Autobiography and Narrative Resilience

Story Telling: Writing the Body to Recall Life in Kanehara Hitomi’s Autofiction and Charlotte Roche’s Wrecked




Storytelling, Body, Writing, Identity


In their way of living obsessions and traumas, the protagonists of Autofiction and Wrecked embody the conscious or unconscious search for a solution: Writing serves as the medium to tell a story as well as a means of re-entry into life. The fragmented narratives presented by Kanehara and Roche disrupt any linear storytelling as they reveal the protagonists’ painful memories. Placing the body at the centre of the analysis, the argumentation focuses on the sexual and textual aspects of the body. Aiming to demonstrate how the use of storytelling in Autofiction and Wrecked symbolises a recalling to life, this article first thematises the function of sexuality and secondly looks to the narrative itself. The body thus helps a process of healing.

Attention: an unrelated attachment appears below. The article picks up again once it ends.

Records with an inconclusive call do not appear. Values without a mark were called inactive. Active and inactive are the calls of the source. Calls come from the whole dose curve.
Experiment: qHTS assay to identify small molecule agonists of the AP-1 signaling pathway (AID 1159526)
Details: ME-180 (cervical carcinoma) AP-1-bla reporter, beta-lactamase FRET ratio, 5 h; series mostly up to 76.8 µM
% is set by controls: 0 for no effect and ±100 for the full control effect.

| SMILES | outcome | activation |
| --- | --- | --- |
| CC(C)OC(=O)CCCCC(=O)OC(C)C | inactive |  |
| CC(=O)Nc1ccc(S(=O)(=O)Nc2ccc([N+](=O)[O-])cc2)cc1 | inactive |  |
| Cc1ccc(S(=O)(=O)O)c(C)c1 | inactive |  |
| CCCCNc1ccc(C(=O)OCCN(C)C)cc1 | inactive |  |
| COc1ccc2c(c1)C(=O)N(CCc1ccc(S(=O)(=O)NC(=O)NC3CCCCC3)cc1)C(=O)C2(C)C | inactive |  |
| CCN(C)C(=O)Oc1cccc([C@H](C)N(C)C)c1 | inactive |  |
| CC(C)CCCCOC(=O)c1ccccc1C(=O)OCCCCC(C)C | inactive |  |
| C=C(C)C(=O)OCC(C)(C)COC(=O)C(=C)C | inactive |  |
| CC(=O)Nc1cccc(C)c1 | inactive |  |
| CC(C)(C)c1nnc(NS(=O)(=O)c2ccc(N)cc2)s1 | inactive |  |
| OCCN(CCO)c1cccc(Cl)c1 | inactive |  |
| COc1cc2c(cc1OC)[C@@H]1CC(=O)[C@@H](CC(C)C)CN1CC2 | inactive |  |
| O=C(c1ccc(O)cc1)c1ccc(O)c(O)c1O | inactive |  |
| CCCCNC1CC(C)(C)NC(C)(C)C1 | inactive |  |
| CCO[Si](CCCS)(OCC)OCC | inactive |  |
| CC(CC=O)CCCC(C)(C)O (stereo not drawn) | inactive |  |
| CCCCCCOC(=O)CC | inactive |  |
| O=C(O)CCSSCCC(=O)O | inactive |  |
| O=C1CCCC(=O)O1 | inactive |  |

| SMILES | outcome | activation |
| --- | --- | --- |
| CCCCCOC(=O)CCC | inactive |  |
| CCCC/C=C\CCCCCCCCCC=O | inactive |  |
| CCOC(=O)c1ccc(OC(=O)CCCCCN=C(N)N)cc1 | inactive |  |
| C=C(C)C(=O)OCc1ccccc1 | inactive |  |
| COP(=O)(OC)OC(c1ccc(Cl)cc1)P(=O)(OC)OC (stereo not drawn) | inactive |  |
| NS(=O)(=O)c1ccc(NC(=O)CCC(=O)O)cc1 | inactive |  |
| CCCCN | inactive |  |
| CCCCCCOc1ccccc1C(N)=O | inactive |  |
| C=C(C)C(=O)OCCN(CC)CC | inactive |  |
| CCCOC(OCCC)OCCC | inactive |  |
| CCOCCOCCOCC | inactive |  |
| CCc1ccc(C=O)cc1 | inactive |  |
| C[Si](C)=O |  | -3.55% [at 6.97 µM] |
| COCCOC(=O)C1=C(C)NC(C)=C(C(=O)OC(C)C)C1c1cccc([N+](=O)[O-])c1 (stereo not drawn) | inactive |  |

Author Biography

Flora Roussel, University of Montreal, Canada

After having studied French, German and Japanese literatures, cultures, and languages, Flora Roussel is currently a Ph.D. Candidate and Lecturer in Comparative and General Literature at the University of Montreal (Canada). She works on questions of performativity and affect from a feminist, decolonial, and queer perspective. She is interested in the relationships among sexuality, subjectivity, identity, and bodies, in particular in four contemporary authors: Akwaeke Emezi, Wendy Delorme, Charlotte Roche, and Kanehara Hitomi. She has participated to various conferences around the world and has published her research both in Canada and abroad (Post-Scriptum, Humanities Bulletin, Études Littéraires Africaines).





Autobiography and Narrative Resilience